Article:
Yes, the internet has given a troubled voice a chance to be heard. We may not like what we read, but we don't have to lose our humanity trying to understand it. That means, whenever possible be civil, courteous, empathetic and always compassionate when dealing with, or trying to understand difficult behavior that touches you personally.

There are a few things in this world that we have control over. One of them is our reaction to what we witness on the internet, or the adversity we face on a daily basis.

Mira said...

Ishta - wow, thanks. :)

Nathan Bransford said...


Comment, thy name is irony.

Debbie said...

You've raised a hot topic, Nathan. I'm of two minds about this. As writers, we need to be able to stand up and speak about what we believe in, whether or not if fits within the accepted norm or current political agenda. We are often seen as the voice of the people. Silence us, and you silence that voice.

The severity of the offense does need to be considered, though. I've always believed that silence is permission. Hate mongering, for example, should have no place in our society. You can't just ignore it and hope it will go away.

We're lucky enough to live in countries where we can write freely about what we think. Freedom does come with the responsibility to do something about it when someone crosses the line.

The tricky part is knowing where the line starts and ends.

Ted said...

or to quote the drill sergeant in STRIPES, "lighten up, Francis."

Anonymous said...

Opinions, like excretory orifices, are impossible to argue against, and everybody's got at least one of each.

I never saw the value of censorship as a restrictive tool. Censors had to read a book in order to ban it. Prurient interest posing as moral superiority.

Banned book lists just enticed me to seek out the books. No one stopped my from reading them. The underground library's grapevine was pretty active before censorship faded in my youth.

The grapevine is faster than the Internet can ever be. So-and-so can split his drawers in church and it will be known across town before the service is over.

Buzz, Buzz, Buzz that's all censorship does. Bring it on.

Actually, banning books and freely speaking controversial opinions published on the Internet aren't that far apart in the buzz department. Bring it on.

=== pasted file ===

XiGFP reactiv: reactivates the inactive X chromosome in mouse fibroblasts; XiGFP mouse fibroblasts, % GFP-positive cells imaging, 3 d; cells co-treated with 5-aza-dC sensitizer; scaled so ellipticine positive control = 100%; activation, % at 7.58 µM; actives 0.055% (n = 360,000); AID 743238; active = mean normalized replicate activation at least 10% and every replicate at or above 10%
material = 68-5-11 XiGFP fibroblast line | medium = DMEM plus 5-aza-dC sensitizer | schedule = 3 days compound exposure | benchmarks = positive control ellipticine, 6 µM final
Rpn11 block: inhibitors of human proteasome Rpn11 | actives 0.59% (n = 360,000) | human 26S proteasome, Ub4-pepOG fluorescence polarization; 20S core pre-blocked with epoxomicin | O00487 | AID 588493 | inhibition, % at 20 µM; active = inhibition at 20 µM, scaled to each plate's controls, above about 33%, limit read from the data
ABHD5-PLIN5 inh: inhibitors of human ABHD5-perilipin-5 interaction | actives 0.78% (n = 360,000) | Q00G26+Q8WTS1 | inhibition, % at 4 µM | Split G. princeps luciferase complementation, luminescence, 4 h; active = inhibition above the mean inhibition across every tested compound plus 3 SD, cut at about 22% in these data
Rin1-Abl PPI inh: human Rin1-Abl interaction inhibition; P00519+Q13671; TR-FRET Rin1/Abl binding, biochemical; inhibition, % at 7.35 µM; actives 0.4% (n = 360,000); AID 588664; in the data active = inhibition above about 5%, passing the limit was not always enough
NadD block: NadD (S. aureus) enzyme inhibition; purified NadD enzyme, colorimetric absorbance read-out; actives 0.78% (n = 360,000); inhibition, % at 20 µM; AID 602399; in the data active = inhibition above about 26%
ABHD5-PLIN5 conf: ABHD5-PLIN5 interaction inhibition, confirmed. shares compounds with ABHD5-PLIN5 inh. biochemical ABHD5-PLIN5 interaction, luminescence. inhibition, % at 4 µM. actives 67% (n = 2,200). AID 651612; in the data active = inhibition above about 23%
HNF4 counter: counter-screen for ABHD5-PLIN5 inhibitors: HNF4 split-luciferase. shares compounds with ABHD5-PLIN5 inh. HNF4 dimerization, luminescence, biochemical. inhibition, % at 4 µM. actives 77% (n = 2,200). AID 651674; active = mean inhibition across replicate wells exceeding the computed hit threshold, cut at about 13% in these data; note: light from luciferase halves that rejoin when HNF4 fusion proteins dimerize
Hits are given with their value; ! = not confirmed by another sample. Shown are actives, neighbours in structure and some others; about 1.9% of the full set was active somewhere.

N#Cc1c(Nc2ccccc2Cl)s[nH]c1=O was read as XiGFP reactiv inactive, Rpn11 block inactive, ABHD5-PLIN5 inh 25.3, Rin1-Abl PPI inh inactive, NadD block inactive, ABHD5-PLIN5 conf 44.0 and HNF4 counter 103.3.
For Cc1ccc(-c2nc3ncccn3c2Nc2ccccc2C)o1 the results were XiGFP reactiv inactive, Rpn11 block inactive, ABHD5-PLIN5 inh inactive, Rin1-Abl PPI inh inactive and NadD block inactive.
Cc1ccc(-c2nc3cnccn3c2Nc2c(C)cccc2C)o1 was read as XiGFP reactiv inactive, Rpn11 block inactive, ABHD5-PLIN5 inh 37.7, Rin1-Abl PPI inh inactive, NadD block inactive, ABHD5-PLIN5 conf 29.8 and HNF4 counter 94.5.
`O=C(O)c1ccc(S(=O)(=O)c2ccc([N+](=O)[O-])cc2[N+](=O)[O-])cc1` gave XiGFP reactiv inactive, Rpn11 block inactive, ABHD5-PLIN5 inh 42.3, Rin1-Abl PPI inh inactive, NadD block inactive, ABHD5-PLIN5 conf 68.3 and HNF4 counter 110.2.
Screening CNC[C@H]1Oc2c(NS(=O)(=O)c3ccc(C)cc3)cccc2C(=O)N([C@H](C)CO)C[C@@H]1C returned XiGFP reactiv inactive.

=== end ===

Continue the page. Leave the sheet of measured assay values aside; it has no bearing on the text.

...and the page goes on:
KK said...

I don't see anyone mentioning the fact that in the publishing world, there is a lot of "groupthink" going on, including you, Nathan - from my perspective.

If an anti-war sentiment seems to be out there, or anti-chocolate chip cookies or we love gays or we hate negativity (please note the pun there) THAT seems to be what agents are interested in. And who helps people get published? AGENTS. You are the ones who are banning books before they are printed because of your agendas and "groupthink" ideology.

If it were as easy as knowing exactly how many are going to be sold and that you can make money on it no matter what the content, great!

But an agent is a human being who has ideals and thoughts that only they rationalize into what they think is the Eden of the world and that only certain books will help people understand THAT is how it should be.

If you could open your own minds and see Eden from someone else's perspective, there would be a lot more great books out there than there is. Agents are the main stiflers, from my perspective. Because your opinions on CONTENT and not SALES put up the blockages LONG before there is a book on the shelf at all.

This content has nothing to do with writing ability, either. Just plain content. Don't make more of what I'm saying than what I'm saying.

Nathan Bransford said...


Well, first of all Hannah did mention that. Tangent, sorry, but I am always mystified when people lead their comment with, "I don't see anyone talking about X." Why take an accusatory tone about what people aren't talking about, as if there's something wrong with someone not mentioning every possible reaction and every possible opinion? Anyway.